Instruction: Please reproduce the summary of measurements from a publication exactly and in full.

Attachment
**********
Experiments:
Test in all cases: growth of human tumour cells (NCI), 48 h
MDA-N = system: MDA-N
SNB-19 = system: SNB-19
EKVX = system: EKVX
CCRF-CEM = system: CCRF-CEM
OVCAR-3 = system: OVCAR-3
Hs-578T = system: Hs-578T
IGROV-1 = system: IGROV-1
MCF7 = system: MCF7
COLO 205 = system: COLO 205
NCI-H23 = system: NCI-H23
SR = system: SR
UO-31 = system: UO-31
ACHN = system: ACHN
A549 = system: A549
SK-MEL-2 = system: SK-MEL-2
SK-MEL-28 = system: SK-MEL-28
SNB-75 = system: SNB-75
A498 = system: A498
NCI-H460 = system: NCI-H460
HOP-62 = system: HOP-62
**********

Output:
Experiments:
Test in all cases: growth of human tumour cells (NCI), 48 h
MDA-N = system: MDA-N
SNB-19 = system: SNB-19
EKVX = system: EKVX
CCRF-CEM = system: CCRF-CEM
OVCAR-3 = system: OVCAR-3
Hs-578T = system: Hs-578T
IGROV-1 = system: IGROV-1
MCF7 = system: MCF7
COLO 205 = system: COLO 205
NCI-H23 = system: NCI-H23
SR = system: SR
UO-31 = system: UO-31
ACHN = system: ACHN
A549 = system: A549
SK-MEL-2 = system: SK-MEL-2
SK-MEL-28 = system: SK-MEL-28
SNB-75 = system: SNB-75
A498 = system: A498
NCI-H460 = system: NCI-H460
HOP-62 = system: HOP-62